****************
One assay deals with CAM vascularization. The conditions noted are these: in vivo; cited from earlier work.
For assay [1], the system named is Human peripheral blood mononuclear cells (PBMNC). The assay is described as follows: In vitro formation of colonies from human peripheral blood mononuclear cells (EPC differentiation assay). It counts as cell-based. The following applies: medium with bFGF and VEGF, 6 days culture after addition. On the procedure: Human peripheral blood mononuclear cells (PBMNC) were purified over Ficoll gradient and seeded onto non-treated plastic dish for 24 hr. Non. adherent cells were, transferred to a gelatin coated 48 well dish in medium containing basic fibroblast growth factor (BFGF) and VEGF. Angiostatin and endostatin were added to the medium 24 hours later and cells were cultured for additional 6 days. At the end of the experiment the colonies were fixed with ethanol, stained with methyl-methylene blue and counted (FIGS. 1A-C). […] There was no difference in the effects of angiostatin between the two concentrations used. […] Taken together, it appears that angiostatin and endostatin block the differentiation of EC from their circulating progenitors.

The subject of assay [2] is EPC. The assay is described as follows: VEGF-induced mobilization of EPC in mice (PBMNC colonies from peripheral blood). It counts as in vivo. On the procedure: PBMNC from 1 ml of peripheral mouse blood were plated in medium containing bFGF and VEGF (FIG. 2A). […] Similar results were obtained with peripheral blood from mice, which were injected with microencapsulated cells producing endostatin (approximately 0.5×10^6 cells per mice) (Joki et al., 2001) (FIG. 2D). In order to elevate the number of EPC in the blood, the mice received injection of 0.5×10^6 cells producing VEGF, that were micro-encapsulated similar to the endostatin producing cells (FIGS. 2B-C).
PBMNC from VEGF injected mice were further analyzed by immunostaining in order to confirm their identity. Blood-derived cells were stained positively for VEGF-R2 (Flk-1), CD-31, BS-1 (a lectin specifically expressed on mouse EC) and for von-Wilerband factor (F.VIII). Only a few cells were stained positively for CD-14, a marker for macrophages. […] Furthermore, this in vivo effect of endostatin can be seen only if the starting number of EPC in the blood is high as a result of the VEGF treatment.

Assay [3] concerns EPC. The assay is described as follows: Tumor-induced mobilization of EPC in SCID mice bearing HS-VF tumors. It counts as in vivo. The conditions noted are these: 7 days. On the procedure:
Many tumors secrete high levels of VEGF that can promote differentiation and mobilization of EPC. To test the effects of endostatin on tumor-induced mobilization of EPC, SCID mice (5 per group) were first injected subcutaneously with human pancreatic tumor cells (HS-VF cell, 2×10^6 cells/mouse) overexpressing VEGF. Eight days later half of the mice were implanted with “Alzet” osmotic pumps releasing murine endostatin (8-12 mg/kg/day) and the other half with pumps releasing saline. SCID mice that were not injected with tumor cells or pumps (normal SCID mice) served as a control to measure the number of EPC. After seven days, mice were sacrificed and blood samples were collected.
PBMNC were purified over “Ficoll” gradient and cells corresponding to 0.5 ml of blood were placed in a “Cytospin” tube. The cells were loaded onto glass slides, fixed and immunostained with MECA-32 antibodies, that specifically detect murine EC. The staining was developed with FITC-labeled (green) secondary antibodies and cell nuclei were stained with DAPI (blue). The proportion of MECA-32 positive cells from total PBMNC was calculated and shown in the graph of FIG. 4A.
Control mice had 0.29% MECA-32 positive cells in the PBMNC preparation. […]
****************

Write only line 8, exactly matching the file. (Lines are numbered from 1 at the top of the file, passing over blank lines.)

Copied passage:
Control mice had 0.29% MECA-32 positive cells in the PBMNC preparation. […]